An inhaled steroid treatment can help children suffering from moderate croup, the hoarse, barking cough that sometimes signals breathing problems, according to a new study.

Previous studies have proven that the treatment can make a big difference for children with severe croup. The new work, conducted on patients at Children's Hospital of eastern Ontario, Canada, was an attempt to discover if the therapy would be effective in less severe cases.A team led by Dr. Terry Klassen of the University of Ottawa gave 27 children between the ages of three months and five years a placebo aerosol, while another 27 received aerosolized particles of the steroid budesonide, sold under the brand name Pulmicort by Astra Pharma.

The children who received the drug showed improvements in their conditions sooner and were less likely to be admitted into the hospital or to require other treatment, according to the study in the New England Journal of Medicine.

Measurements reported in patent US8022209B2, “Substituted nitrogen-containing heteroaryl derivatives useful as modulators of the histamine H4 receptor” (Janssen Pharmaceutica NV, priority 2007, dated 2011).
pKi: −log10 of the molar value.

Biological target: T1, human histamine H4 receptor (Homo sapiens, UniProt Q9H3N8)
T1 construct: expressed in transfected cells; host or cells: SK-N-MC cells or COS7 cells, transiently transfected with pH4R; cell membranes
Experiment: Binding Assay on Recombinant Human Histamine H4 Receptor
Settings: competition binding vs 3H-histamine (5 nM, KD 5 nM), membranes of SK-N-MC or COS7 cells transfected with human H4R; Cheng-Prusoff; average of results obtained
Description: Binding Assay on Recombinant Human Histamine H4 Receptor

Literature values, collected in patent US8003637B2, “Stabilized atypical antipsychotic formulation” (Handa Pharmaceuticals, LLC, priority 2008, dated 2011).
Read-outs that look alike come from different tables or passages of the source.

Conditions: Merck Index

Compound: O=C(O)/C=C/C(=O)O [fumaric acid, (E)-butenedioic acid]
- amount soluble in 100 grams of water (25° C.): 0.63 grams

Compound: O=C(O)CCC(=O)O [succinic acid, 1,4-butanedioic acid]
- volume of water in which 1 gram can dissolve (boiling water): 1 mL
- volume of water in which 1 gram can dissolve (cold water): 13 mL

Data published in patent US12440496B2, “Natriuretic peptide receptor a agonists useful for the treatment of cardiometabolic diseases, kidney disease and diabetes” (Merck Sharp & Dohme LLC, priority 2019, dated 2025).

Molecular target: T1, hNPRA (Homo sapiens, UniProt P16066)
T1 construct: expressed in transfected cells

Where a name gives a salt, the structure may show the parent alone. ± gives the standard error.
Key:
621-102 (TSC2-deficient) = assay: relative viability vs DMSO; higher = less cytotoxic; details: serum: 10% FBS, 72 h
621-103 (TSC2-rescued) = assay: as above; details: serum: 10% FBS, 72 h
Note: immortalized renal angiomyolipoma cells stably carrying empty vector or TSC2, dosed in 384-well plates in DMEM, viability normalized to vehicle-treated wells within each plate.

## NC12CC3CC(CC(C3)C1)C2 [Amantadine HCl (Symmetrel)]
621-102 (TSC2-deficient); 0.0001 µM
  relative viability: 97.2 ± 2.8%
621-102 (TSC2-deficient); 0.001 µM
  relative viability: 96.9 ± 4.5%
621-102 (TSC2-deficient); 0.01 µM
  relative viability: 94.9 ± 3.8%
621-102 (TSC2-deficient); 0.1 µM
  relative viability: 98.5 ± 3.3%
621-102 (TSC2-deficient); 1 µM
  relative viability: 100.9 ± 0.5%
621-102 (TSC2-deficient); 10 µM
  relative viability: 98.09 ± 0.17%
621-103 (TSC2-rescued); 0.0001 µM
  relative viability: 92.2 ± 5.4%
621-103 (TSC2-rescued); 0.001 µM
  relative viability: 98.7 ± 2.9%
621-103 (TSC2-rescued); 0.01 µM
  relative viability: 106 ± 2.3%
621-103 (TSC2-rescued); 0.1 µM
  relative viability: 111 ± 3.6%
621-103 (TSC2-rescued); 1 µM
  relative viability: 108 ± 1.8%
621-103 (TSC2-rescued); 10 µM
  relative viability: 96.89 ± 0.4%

"Nebulized budesonide leads to a prompt and important clinical improvement in children with mild-to-moderate croup who come to the emergency department," the research team said.

Doctors have been cautious about using steroid treatments in children because croup usually disappears without treatment and steroid therapy can have side effects. But the risk of side effects is believed to be lower with bude-son-ide than with other steroids.

The researchers set out to explore whether treating croup early might "reduce the severity of the clinical symptoms, prevent hospitalization or prolonged visits to the emergency department." They said "no adverse effects were noted in the budesonide group" and none of the drug recipients showed a deterioration in condition after receiving the drug.